The biggest difference: Mindset is a choice. Your CHOICE! Once you understand your preferences, your defaults, and you begin to recognize the strengths and weaknesses associated with those preferences, you can make a change.


There are four Action Mindsets that, when combined, define the Action Mindset Profile: Risk, Conflict, Decisiveness, and Goal.
Each of these mindsets is dichotomous, with two divergent preferences. Scott’s Profile is Guts, Resilience, Initiative, Tenacity (GRIT) – what is yours? Let’s review the Action Mindsets:

Risk Mindset

This mindset highlights the boldness with which we pursue our passions versus a preference for what is known:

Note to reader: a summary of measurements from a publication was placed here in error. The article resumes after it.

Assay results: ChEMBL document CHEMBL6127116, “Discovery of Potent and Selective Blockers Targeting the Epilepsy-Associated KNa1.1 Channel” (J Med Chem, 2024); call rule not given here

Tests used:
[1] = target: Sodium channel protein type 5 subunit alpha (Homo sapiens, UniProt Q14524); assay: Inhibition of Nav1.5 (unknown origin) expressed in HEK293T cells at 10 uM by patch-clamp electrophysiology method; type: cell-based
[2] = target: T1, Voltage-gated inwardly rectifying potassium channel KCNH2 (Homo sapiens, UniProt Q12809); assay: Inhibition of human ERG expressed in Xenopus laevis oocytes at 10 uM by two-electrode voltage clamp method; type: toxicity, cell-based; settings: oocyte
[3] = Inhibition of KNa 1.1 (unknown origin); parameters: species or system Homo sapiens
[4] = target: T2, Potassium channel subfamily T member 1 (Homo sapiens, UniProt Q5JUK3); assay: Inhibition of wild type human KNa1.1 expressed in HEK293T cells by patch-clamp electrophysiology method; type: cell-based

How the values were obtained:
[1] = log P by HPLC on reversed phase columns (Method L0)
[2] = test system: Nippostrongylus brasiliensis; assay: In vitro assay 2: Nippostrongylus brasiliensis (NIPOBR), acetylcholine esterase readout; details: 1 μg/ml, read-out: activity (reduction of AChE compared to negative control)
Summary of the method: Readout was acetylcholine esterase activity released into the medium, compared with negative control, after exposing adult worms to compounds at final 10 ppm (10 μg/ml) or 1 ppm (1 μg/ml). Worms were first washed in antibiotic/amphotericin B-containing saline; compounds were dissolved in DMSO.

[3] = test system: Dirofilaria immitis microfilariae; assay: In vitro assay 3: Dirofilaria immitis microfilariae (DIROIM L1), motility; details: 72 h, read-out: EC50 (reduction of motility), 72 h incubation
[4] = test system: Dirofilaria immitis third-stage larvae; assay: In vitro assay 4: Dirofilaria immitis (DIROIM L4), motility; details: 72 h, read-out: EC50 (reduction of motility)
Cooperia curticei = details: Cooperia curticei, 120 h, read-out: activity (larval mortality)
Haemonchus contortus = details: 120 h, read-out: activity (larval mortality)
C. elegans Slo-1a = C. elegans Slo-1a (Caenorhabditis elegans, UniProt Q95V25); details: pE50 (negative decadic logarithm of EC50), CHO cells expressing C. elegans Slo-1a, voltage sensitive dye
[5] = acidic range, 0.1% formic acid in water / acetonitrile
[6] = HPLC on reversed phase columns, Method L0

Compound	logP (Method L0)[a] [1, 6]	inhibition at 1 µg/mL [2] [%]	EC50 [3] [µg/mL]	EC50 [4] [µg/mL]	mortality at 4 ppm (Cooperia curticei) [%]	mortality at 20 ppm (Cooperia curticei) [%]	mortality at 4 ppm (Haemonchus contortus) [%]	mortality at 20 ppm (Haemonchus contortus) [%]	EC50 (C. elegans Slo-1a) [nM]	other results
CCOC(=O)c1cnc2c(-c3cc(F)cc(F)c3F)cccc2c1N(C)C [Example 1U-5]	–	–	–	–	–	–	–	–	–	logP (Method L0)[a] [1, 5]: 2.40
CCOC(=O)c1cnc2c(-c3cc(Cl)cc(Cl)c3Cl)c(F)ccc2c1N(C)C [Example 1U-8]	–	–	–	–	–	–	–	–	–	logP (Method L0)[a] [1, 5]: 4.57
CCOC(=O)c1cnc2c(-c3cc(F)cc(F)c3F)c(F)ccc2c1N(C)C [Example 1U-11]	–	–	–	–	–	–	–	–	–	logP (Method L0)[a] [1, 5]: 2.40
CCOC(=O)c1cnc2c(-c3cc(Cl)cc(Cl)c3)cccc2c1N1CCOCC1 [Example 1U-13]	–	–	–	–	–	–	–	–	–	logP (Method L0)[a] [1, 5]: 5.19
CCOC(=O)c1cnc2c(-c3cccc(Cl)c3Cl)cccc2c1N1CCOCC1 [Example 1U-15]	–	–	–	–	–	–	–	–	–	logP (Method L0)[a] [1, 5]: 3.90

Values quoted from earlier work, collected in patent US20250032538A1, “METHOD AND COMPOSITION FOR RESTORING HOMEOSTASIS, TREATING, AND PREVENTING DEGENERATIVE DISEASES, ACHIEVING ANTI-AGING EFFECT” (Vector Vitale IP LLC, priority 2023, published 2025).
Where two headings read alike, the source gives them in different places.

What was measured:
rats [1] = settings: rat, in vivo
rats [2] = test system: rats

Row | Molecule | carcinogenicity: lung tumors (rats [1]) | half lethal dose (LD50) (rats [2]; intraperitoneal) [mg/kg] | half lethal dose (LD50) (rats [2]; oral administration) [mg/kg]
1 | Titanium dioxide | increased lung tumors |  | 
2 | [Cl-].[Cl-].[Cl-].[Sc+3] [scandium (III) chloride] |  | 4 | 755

Being brave, courageous, and willing to risk everything for a cause. People may bet against you, but you still pursue your goal and forge new paths along the way.
Highlights: Boldness and Novelty 


Preference for the road that will give you the best chance of achieving comfort and stability.
Highlights: Known and Proven Path  

Conflict Mindset

The second mindset determines our willingness seek welcome versus avoid failure:


Knowing you may fail, but forging on. You see failure as a learning opportunity and embrace challenges rather than wallow in pity. You believe everything happens for a reason.
Highlights: Learning and Acceptance 


If you know you are likely to fail at something, you will choose to avoid it. You opt for a route that is more likely to be successful and less likely to embrace conflict.
Highlights: Calculation and Avoidance